Advice to Management

- Listen to your employees and trust them to do their jobs. You do not have all the answers. Your employees were hired because they are good at what they do. They are better at it than you are (as it should be). Stop creating a "no" environment. - Be tough on yourselves. Learn how to be a better leader. Understand what that means. If you don't want this, then get out of the way and employ a successful executive/manager that does. - Invest in some actual, proven product management and enable them to create a real future for cPanel - Stop pretending writing code is the only valuable skill in this world.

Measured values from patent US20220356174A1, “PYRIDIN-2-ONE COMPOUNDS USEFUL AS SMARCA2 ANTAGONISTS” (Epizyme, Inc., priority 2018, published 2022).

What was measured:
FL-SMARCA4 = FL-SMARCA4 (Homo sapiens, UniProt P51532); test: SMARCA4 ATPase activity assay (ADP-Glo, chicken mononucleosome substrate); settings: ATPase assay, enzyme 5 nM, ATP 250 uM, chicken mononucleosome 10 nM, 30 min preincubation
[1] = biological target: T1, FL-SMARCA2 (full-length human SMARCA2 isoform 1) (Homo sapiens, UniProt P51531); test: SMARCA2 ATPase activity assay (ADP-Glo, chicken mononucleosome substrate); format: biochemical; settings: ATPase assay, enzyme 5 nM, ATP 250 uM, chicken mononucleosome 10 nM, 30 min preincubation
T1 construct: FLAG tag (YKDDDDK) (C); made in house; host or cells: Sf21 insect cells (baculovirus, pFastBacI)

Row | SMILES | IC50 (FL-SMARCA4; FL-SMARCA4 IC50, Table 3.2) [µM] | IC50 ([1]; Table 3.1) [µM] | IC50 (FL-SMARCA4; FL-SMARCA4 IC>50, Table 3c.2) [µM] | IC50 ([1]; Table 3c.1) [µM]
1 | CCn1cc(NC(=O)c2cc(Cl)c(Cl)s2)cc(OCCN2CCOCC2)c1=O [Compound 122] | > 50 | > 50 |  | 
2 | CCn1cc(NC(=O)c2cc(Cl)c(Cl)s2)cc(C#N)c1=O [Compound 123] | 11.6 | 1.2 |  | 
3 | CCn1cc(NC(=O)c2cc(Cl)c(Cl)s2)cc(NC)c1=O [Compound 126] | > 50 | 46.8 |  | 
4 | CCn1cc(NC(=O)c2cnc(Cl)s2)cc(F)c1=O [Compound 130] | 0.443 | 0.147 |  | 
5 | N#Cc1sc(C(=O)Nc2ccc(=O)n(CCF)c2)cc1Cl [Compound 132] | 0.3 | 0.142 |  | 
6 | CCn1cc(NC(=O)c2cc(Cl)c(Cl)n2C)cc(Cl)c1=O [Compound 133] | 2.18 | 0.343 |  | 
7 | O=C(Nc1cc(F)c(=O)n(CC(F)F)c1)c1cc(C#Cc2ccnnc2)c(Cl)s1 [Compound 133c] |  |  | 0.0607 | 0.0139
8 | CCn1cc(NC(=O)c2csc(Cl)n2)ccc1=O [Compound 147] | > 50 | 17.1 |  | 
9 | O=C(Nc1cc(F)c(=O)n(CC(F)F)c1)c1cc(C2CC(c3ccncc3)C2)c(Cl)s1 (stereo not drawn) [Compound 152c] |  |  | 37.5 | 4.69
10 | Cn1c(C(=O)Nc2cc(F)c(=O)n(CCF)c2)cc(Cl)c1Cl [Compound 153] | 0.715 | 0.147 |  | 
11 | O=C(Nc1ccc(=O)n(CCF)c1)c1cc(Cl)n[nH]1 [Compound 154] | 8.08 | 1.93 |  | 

Maternity leave is an ignored concept.

2 November 2018

See answer

21 February 2019

How are senior leaders perceived at cPanel?

Pros

- Free phone - Free lunch

Cons